Years ago, as I was nervously preparing to cover my first trade show, I asked my boss if he had any tips for me. "Grab extra cab receipts," he said. I told him I had something more reporting-related in mind. He thought for a moment and said, "Give a question to two people. If they give you different answers, that's a controversy. If they give you the same answer, that's a trend."
At last week's Admin2005 show in Boston, I talked to a lot more than two people, and the thing I heard over and over again was that administrators need control over what users do. Not a very controversial message for a show whose underlying theme is making life easier for admins, but definitely a trend.
That message came through loud and clear at a session devoted to the benefits of Notes/Domino 7. The presenter was Ed Brill, who heads sales and marketing for Lotus Notes and Domino. Whenever he mentioned one of the new features in the upcoming Release 7.0 (on both the Domino side and the Notes client side) designed to give administrators that kind of control, members of the audience clapped and cheered.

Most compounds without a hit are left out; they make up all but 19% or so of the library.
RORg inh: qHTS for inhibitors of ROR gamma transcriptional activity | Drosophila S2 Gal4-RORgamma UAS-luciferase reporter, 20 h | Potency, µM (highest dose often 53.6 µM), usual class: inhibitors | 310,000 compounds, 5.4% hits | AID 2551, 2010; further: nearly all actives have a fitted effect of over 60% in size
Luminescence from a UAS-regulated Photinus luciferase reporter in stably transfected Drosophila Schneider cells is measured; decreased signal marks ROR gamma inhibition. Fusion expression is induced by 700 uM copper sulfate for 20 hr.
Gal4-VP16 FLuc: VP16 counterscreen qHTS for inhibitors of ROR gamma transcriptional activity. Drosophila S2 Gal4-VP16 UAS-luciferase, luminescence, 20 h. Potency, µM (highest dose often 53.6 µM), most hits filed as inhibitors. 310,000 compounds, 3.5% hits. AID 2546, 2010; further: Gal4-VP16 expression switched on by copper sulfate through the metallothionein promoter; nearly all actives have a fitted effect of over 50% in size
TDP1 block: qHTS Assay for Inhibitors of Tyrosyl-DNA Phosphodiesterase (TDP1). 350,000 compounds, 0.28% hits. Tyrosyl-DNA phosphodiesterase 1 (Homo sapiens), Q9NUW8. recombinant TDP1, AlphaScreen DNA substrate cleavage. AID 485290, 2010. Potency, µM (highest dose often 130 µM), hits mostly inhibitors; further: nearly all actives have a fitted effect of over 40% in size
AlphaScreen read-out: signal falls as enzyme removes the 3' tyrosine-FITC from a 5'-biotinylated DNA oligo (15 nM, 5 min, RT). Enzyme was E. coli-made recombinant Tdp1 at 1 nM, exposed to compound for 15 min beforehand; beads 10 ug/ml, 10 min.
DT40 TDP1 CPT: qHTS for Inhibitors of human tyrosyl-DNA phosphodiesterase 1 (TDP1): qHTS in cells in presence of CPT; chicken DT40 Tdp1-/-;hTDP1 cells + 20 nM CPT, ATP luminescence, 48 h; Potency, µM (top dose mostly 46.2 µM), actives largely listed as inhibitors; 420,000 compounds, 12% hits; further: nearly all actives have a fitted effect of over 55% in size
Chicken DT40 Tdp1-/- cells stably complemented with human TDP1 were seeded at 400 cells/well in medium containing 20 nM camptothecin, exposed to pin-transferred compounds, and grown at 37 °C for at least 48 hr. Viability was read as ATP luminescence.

One of the 7.0 features that administrators in his session seemed to like most (judging solely by their applause) was a client policy lockdown feature that will prevent end users from choosing their mail and calendar settings. "It will make administrators happy because they'll be able to control every aspect of the Notes client experience for their users," he said.
The exhibitors I spoke to at the show also talked about control. Controlling access. Controlling viruses. Controlling spam. Controlling capacity planning. Utilizing policies.
An admin from New Jersey told me that all his colleagues at the show were talking about the latest spam-spewing attack of the Sober worm. What he told me epitomized why administrators need policies to control what end users can do.
Earlier in the week, he had to deal with a user who had come to him to ask him about the torrent of spam with subject lines in German. The admin asked the user if he knew anyone in Germany. The user said no. Then the admin asked, "Do you speak German?" Again, the user said no. Having more or less established that this e-mail should not have been opened, the busy admin asked, "So what's the issue?"
The user said, "Well, I need to know what to do, now that I opened it."Or, as one exhibit description in the show's program guide put it, "[our administration tool for Notes] removes the end user from interaction, a significant source of error."